Minnesota Wild
Draft position: 85th overall

Team owner Craig Leipold regretted the decision of trading for Martin Hanzal at the deadline, as the Wild were ousted in five games in the opening round of the post-season. The team enters the draft without a pick in the first two rounds.

Minnesota arguably had the best showcase of prospects at the 2017 IIHF World Junior Championship. Kirill Kaprizov, Joel Eriksson Ek and Jordan Greenway all had productive tournaments, breeding optimism for the Wild’s pipeline.

Jonas Brodin has been a popular name in league trade discussions. If the Wild decide to trade Brodin before Friday, they could easily net a middle-to-late first rounder. Defense is the weakest position in the farm, so a pick in the first could net them a prospect like Urho Vaakanainen.

Nashville Predators
Draft position: 30th overall

The Predators first Stanley Cup Finals appearance in franchise history was certainly a testament to their ability to draft well. Homegrown talents Ryan Ellis, Viktor Arvidsson and Colton Sissons all made massive strides in 2016-17.

General manager David Poile has shown a bias towards drafting defensemen earlier in the draft in his 18-year tenure. Nashville’s strongest suit lies on the blueline at the future and professional level, being the source of most of its offensive firepower.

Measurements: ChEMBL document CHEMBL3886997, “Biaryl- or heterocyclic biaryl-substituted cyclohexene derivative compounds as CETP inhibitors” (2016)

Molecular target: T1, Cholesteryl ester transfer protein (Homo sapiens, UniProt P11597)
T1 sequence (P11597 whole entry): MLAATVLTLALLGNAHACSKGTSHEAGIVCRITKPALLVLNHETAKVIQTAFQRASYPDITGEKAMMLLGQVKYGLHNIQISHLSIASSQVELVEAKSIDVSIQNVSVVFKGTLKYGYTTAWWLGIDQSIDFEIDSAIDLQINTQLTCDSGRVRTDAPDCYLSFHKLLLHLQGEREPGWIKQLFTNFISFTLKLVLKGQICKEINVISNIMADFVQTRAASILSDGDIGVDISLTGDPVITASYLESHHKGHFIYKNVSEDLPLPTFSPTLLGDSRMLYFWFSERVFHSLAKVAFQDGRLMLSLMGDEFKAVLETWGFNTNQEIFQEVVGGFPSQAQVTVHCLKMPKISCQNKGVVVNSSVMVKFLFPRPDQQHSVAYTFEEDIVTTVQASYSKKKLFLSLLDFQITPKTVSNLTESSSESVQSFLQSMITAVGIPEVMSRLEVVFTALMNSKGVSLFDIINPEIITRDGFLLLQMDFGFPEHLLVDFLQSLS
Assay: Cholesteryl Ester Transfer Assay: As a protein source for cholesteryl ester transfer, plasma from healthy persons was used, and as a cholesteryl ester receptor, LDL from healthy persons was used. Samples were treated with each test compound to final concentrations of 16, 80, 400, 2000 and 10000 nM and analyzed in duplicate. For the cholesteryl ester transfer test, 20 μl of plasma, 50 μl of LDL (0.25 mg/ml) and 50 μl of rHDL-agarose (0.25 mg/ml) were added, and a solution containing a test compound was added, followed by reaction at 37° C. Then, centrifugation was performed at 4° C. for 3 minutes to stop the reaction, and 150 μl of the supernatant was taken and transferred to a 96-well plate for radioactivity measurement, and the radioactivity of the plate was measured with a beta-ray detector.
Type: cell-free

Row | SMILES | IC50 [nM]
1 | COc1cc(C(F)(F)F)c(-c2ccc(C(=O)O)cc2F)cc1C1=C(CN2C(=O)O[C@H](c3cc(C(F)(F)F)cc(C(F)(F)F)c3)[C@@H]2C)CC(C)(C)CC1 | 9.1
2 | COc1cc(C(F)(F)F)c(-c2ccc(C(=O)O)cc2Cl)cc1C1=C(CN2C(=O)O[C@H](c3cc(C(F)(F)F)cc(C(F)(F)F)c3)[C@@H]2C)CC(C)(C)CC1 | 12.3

After Ryan Johansen went down in the Conference Finals, Nashville quickly learned how important centre depth is in the post-season. Robert Thomas and Jaret Anderson-Dolan represent strong options that project to go in the Preds’ range.

St. Louis Blues
Draft position: 20th overall

Kevin Shattenkirk‘s departure fetched the Blues a first-round pick from Washington. It looks like a good move as Shattenkirk was unlikely to sign in St. Louis or Washington this summer.

St. Louis will select at 20 as well as 27 in Friday’s first round. They can be added to the long list of teams looking to grab a center this year, especially with Paul Stastny becoming a UFA after the 2017-18 season.

Center Lias Andersson is what some would call a ‘safe’ pick. He’s not dazzling offensively by any means, but has many skills that are coveted by NHL teams. With their second of two first round picks, Jonah Gadjovich is a skilled forward who plays a heavy game that could get a look and give the Blues some size.

Winnipeg Jets
Draft position: 13th overall

It’s not hard to look at the future of the Jets and consider that they could be in the best position of any team. The brass has done a good job supplying the team with a group of blue-chip prospects, assisted by many years of picking in the lottery.

Winnipeg could look to package a few of these assets in a deal to acquire a defenseman or a center. If they stand pat, defence is the position pool that holds the least amount of high-end prospects in this system.

The Jets could hope pre-season darling Timothy Liljegren will be available for them at 13, who was plagued by mononucleosis but still holds high-end potential as a puck mover. Michael Rasmussen is a towering centre that seems poised for a career as a power play specialist.